By the mirrors of Babylon…
Like anybody who has lived here for more than 9 months-straight would tell you, living in America isn’t what it’s cracked up to be. No sir! It isn’t like in the movies at all. The only exception is when they decide to make a movie of your neighbourhood! Then, i.e. when bringing Hollywood to Mohammed becomes necessary for Mohammed can’t afford to live and work in SoCal, you’d be found right smack in the middle – with familiar places and memories that scratch at your heart like a dying pet [ideally a bird with an actual “tiFir”]. And that feeling, that recognition, the pang in the stomach [like a hungry fetus kicking in the womb] is the one “novelty” that never fades.
It’s like a prolonged seduction.. an extended foreplay. It starts on day one, or the 16 hrs before it, when your plane makes a stop in Rome to refuel. You look out the window, and you see [like in a dream – nay a movie] Engineers running about, under the pouring rain, in a yellow & orange reflective safety vest. White men with shaggy hair and some kind of hard-hat – stuff you didn’t know existed outside the silver screen.
Then you feel it when you land at Dulles International airport, cold and distant like a dream. A strange thrill courses in your veins while you walk down the ladder, into the bus, past a lot of terminals, past stairs and side-ways into a hallway before officially, and finally, landing on American soil. A look out the window, the first glimpse into the new world, reveals [airport] workers – black, wide and curly-haired – mulling about. But these aren’t the kinds of black people you are used to. Not the skinny brown men and women with small legs you would recognize anywhere, standing in line with you. These are creamy-color skinned black people of the movies. Black people who remind you of Shaft [in Africa], dark shades of glasses and the word “beQa.. neegro newu yemimeslewu, betam yamral”. Black people with broad shoulders and an attitude! [Avoid making eye-contact lest the animal perceived you as a threat!]
Then you walk out into the cold again. The [airport] shuttle driver is old and, despite your almost ‘tirs melkem’ing on the way up, doesn’t seem to find you inferior. He is friendly and seems happy to take you where you want – for free. You and your host are his only passengers. And he is well advanced in age. Also it’s a cold morning. You feel like apologizing. [You feel like apologizing for everything those first weeks, grateful to have been let in]. But you haven’t found your voice, or courage, yet. He asks where you came from – your host answers. He goes on and on, about the weather, the streets, the somminkorother in a cheerful voice. Then parks the shuttle outside Best Western and wishes you well-stay.
Then [comes] the flight of stairs you climb up, dragging your luggage with you – no Valet in attendance [No thanks to you “Downton Abbey”]. Then the room. Then the pizza delivery, with the Asian guy you coy from and tip generously. Then the life.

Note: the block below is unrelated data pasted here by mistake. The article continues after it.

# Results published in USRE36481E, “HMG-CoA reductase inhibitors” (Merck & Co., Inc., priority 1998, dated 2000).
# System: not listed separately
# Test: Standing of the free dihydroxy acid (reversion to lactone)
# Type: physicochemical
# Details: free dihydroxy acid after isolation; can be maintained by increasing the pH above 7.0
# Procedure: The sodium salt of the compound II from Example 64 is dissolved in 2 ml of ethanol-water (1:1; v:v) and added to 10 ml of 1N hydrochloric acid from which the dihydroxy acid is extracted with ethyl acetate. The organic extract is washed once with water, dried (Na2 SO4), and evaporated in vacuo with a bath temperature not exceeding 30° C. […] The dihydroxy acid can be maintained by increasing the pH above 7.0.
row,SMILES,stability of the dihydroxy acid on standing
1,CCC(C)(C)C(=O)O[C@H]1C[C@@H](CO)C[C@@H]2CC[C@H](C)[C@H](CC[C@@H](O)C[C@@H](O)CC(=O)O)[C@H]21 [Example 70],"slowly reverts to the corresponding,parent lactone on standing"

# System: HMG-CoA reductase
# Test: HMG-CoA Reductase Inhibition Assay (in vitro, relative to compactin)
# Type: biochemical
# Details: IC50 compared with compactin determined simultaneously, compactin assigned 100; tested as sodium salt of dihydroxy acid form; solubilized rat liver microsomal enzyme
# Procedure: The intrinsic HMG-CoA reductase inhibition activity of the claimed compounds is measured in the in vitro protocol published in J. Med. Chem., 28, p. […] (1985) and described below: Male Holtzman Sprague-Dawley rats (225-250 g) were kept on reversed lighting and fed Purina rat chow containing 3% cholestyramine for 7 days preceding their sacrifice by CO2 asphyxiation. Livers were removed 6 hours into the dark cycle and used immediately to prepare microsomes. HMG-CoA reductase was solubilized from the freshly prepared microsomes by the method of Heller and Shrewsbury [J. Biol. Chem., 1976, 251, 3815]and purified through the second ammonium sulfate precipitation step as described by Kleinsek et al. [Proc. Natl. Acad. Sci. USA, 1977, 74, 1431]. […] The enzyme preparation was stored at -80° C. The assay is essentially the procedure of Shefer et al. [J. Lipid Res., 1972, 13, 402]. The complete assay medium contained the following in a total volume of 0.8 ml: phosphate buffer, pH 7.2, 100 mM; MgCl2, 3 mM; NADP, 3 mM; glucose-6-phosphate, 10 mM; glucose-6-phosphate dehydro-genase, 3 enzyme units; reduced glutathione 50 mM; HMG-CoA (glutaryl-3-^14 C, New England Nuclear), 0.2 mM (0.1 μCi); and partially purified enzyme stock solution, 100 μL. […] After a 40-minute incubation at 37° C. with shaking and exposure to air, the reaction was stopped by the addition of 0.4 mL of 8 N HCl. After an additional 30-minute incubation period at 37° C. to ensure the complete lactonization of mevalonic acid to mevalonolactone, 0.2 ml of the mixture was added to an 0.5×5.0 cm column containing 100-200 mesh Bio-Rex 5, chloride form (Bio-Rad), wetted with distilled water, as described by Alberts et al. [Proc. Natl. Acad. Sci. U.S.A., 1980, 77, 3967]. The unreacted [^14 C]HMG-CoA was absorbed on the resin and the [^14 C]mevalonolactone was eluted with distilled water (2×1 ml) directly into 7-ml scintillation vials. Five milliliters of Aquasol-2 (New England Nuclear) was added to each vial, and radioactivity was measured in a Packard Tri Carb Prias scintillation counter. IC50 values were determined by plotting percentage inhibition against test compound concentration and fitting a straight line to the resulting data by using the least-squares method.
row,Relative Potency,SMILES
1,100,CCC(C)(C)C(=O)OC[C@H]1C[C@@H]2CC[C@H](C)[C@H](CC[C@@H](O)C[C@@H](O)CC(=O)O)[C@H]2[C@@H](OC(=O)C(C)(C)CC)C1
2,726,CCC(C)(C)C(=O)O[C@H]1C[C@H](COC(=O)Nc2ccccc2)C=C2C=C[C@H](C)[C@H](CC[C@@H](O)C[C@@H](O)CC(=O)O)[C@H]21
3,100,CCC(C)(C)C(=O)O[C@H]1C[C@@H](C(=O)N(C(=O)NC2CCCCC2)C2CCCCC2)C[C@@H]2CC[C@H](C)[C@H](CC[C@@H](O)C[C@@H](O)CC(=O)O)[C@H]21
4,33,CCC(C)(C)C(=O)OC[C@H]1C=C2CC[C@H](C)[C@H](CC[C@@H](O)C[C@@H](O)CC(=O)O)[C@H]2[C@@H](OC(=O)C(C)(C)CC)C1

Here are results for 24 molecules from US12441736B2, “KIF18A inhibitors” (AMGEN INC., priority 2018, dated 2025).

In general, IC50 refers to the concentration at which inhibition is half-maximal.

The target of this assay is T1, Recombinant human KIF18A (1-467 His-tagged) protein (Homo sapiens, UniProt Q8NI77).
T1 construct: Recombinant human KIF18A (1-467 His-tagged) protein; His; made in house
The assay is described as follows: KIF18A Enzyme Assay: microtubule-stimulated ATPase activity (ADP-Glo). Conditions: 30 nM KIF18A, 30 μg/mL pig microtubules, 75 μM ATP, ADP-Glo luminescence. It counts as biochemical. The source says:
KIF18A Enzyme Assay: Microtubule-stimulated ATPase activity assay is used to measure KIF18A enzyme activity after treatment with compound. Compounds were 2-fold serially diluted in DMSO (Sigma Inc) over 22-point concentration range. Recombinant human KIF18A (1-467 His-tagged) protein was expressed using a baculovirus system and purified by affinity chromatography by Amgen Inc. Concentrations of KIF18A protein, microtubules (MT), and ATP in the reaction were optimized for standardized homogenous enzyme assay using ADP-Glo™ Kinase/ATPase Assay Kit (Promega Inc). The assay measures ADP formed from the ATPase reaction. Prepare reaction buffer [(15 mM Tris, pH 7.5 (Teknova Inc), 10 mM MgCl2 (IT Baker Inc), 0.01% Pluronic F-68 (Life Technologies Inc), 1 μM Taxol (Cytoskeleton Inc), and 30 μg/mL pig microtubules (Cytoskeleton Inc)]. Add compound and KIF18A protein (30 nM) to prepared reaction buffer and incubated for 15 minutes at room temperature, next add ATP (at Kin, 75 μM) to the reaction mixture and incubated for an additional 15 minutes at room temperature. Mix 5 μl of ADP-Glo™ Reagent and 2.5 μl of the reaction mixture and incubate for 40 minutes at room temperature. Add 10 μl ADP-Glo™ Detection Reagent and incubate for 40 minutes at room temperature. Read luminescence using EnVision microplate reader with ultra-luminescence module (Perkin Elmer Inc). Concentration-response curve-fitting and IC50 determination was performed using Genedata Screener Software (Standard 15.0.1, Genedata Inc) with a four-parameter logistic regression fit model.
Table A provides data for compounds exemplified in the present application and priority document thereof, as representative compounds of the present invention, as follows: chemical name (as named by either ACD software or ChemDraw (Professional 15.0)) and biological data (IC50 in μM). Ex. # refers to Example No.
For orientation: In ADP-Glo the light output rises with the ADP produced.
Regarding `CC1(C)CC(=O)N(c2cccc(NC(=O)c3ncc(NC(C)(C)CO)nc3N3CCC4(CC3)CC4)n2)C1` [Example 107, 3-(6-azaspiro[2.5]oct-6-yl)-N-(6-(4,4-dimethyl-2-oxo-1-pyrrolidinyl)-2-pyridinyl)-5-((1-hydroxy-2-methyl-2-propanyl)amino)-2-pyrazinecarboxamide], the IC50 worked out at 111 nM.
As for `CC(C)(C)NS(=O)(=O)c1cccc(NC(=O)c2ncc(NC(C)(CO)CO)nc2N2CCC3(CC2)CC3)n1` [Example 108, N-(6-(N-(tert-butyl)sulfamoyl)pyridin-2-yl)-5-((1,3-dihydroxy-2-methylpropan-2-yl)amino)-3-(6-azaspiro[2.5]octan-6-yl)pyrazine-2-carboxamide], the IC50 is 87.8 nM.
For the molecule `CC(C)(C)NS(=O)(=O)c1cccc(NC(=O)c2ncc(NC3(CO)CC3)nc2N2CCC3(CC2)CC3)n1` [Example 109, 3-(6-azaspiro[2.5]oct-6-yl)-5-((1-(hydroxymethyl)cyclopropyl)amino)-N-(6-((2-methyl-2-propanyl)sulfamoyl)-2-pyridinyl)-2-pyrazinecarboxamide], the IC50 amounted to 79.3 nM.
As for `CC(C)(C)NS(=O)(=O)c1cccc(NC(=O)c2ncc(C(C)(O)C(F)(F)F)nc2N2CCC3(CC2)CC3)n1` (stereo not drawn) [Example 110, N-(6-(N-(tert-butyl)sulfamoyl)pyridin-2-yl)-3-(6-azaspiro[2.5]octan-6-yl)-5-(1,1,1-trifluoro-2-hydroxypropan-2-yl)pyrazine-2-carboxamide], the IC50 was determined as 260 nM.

You get used to the accents, the suspiciously cheap food – and how it’s ok to throw what you can’t eat [and that plastic bags are like pain, or East Indians, there is simply an endless supply of them without half the demand]. You get to tell apart tans from skin colors. And genuine smiles, which – in America – is no smile at all, from the overly-friendly ones of those fearful to anger you [and bring down a wrath of 400 years on their head]. You even get used to the sinking feeling at recognizing that you and da chunky-monkey brother at the airport aren’t really that different to the white-eye. You get used to the disillusionment. Then the anger. Then the feeling of uselessness [which, coupled with self-doubt and anxiety, robs you of the ability to speak your mind without the fear of not making much sense or being mocked by your audience. To watching your readership drop down to precious hand-ful while you struggle to come up with bright ideas and write them the way you used to]. To knowing that you probably will never belong [or become a writer. Or amount to anything more than what your mother amounted to. To knowing how you were just a big fish in a small pond back home, a used-to-be big fish stuck in a much bigger pond with much bigger – meaner – fishes]. And, finally, to being ok with that. You will get used to it all.
What you don’t get used to is the getting excited when you catch a glimpse of your neighbourhood, places you know and recognize, on tv, movies or magazine. That’s when you get transffered into the silver screen; whence you “cross over” into the other side of the tv; whence your life in America becomes exactly like in the movies. So you will want to jump up, shout, wave your hands in the air – so the camera won’t miss you, so it won’t pass by you, just sweep over you, and say “heyyyyy… that’s me!”. [My store.. my cafe.. my hood]. My home.
It feels that you have, finally, managed to belong.
Or something like that.
Entry filed under: Latest Posts.